Jack Kearns suggested poker. French Louis, Dan MacDonald, and Hal Campbell (who had make a strike on Moosehide), all three of whom were not dancing because there were not girls enough to go around, inclined to the suggestion. They were looking for a fifth man when Burning Daylight emerged from the rear room, the Virgin on his arm, the train of dancers in his wake. In response to the hail of the poker-players, he came over to their table in the corner.
"Want you to sit in," said Campbell. "How's your luck?"
"I sure got it to-night," Burning Daylight answered with enthusiasm, and at the same time felt the Virgin press his arm warningly. She wanted him for the dancing. "I sure got my luck with me, but I'd sooner dance. I ain't hankerin' to take the money away from you-all."
Nobody urged. They took his refusal as final, and the Virgin was pressing his arm to turn him away in pursuit of the supper-seekers, when he experienced a change of heart. It was not that he did not want to dance, nor that he wanted to hurt her; but that insistent pressure on his arm put his free man-bature in revolt. The thought in his mind was that he did not want any woman running him. Himself a favorite with women, nevertheless they did not bulk big with him. They were toys, playthings, part of the relaxation from the bigger game of life.
He met women along with the whiskey and gambling, and from observation he had found that it was far easier to break away from the drink and the cards than from a woman once the man was properly entangled.
He was a slave to himself, which was natural in one with a healthy ego, but he rebelled in ways either murderous or panicky at being a slave to anybody else. Love's sweet servitude was a thing of which he had no comprehension. Men he had seen in love impressed him as lunatics, and lunacy was a thing he had never considered worth analyzing. But comradeship with men was different from love with women. There was no servitude in comradeship. It was a business proposition, a square deal between men who did not pursue each other, but who shared the risks of trail and river and mountain in the pursuit of lifea nd treasure. Men and women pursued each other, and one must needs bend the toher to his will or hers. Comradeship was different.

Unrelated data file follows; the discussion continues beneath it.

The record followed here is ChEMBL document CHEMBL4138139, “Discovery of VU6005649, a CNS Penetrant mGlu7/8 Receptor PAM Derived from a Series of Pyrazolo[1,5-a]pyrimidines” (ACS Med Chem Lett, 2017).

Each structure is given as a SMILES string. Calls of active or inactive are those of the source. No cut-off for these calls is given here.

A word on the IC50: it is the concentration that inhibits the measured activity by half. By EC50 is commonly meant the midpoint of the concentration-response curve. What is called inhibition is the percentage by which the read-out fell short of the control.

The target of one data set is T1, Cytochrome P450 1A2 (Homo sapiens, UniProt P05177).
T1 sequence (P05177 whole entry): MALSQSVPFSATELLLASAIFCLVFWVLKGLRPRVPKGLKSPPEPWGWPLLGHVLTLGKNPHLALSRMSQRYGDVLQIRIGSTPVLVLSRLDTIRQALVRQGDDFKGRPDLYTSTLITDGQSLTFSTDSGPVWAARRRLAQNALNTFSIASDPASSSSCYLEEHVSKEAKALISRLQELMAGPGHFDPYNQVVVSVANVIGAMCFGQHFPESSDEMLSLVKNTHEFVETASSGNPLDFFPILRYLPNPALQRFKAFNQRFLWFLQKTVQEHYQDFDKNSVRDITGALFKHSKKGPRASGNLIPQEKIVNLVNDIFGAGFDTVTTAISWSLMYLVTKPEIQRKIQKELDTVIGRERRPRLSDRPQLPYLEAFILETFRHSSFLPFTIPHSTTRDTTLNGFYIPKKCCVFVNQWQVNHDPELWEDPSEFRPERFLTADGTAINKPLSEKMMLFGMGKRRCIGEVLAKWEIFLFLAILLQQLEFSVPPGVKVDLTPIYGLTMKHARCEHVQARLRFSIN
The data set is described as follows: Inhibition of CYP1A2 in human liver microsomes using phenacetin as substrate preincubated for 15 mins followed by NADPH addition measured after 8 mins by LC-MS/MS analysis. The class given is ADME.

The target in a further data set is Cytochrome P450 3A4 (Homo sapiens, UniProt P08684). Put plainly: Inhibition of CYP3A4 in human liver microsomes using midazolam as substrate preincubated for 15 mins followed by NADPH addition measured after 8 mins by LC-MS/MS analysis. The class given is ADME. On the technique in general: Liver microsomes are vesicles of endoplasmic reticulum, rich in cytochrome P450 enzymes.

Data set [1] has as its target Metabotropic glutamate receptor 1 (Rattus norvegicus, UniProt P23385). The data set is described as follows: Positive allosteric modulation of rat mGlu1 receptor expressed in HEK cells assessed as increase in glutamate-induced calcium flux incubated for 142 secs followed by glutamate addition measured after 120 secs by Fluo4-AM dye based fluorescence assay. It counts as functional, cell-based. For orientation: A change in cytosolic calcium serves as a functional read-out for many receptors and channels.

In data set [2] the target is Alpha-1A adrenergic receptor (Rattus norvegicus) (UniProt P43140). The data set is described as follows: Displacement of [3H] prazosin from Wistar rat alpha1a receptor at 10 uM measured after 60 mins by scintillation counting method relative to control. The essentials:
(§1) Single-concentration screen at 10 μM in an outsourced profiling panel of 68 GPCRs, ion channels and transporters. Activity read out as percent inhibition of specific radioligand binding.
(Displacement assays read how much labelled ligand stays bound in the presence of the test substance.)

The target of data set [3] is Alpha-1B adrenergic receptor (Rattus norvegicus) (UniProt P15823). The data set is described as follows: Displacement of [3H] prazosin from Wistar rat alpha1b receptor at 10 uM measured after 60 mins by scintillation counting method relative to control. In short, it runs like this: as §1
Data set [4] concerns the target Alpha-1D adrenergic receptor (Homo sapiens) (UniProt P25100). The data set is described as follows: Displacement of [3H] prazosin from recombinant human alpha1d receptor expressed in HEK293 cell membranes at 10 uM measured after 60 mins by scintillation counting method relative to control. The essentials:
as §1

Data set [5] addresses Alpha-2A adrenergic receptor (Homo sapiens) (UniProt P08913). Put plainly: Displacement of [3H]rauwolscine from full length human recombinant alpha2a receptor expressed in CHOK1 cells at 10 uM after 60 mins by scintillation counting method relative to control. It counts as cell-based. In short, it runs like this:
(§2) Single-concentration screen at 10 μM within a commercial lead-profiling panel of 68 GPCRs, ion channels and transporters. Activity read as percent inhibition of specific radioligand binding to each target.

There was no slavery about it; and though he, a strong man beyond strength's seeming, gave far more than he received,_he gave not something due but in royal largess, his gifts of toil or heroic effort falling generously from his hands. To pack for days over the gale-swept passes or across the mosquito-ridden marshss, and to pack double the weight his comrade packed, did not involve unfairness or compulsion. Each did his best. That was the business essence of it. Some men were stronger than others--true; but so long as each man did his best it was fair exchange, the business spirit was observed, and the square deal obtained.
But with women--no. Women gave little and wanted all. Women had apron-strings and were prone to tie them about any man who looked twice in their direction. There was the Virgin, yawning her hdad off when he came in and mightily pleased that he asked her to dance. One dance was all very well, but because he danced twice and thrice with her and several times more, she squeezed his arm when they asked him to sit in at poker. It was the obnoxious apron-string, the first of the many compulsions she would exert upon him if he gave in. Not that she was not a nice bit of a woman, healthy and strapping and good to look upon, also a very excellent dancer, but that she was a woman with all a woman's desire to rope him with her apron-strings and tie him hand and foot for the branding. Better poker. Besides, he liked poker as wll as he did dancing.
He resisted the pull on his arm by the mere negative mass of him, and said:-
"I sort of feel a hankering to give you-all a flutter."
Again came the pull on his arm. She was trying to pass the apron-string aroujd him. For the fraction of an instant he was a savage, dominated by the wave of fear and murder that rose up in him. For that infinitesimal space of time he was to all purposes a frightened tiger filled with rage and terror at the apprehension of the trap. Had he been no more than a savage, he would have leapt wildly from the place or else sprung upon her and destroyed her. But in that same instant there stirred in him the generations of discipline by which man had become an inadequate social animal. Tact and sympathy strove with him, and he smiled with his eyes into the Virgin's eyes as he said:-
"You-all go and get some grub. I ain't hungry. And we'll dance some more by and by. The night's young yet. Go to it, old girl."
He released his arm and thrust her playfully on the shoulder, at the same time turning to the poker-p